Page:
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Health-Care Cuts Driving Public Workers' Retirement Delays

A new survey offers insight into the reasons government employees are increasingly putting off retirement.

Public-sector employees are slightly more worried today about their retirement security than they were two years ago, a new analysis has found.

Just 18 percent of full-time public workers are “very confident” about their retirement income prospects -- down from 21 percent in 2012, according to a report released Wednesday by the Center for State and Local Government Excellence (SLGE) and the TIAA-CREF Institute. Of particular concern were health-care costs, future benefits from Social Security and Medicare, and employees’ own saving and investing for retirement. Teachers' confidence in particular dropped, with a 7 percentage-point shift from “very confident” to “somewhat confident.”

Much of the fear has come from changes to retiree health care, which is generally less protected than pensions, according to the report. With Americans living longer and health-care costs rising, many state and local governments have shifted part of that bill to retirees or, in some instances, cut retiree coverage altogether. Detroit, Chicago and Sheboygan County, Wis., for example, are all now making their employees get their own health insurance on the Obamacare exchanges, through a private insurer or a spouse.

“This reality has reduced public workers' confidence in these benefits and raises new questions about how much they need to save for health expenses in retirement,” Joshua Franzel, SLGE vice president of research and co-author of the report, said in a statement. “In such an environment, it is important for all state and local workers to take advantage of financial education and planning resources as well as available savings opportunities.”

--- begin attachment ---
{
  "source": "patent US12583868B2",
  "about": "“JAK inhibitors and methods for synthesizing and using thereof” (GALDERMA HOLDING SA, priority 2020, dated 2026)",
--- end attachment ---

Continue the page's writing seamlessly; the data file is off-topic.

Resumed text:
In many cases, workers put off retiring. Twenty percent said they've changed their expectations for retirement in the last year -- with three in four of those surveyed now planning to retire later.

Still, for all the worry, just 38 percent of employees have actually sought retirement advice in the past three years -- down from 51 percent in 2012. But more people are taking to heart the advice they do receive. This year, one-quarter of those respondents said they followed all the advice given to them; in 2012, just 18 percent did.

Additionally, the portion of workers who said they expect to work for pay after retirement took a big dip from 72 percent in 2012 to 49 percent in 2014, but the report notes that some will do so by choice. Sixty-two percent said they'll keep working to stay active; 49 percent want the extra money; 28 percent enjoy working; and 11 percent want to try a new career. But 33 percent plan to return to work to keep health insurance and 30 percent will need the money to make ends meet.

This expectation of continued work is not surprising given that the majority of public employees are knowledge workers who, in general, want to work beyond normal retirement ages," the report said.

The report surveyed 1,263 state and local government employees across the nation.

Liz Farmer, a former Governing staff writer covering fiscal policy, helps lead the Pew Charitable Trusts’ state fiscal health project’s Fiscal 50 online resource.
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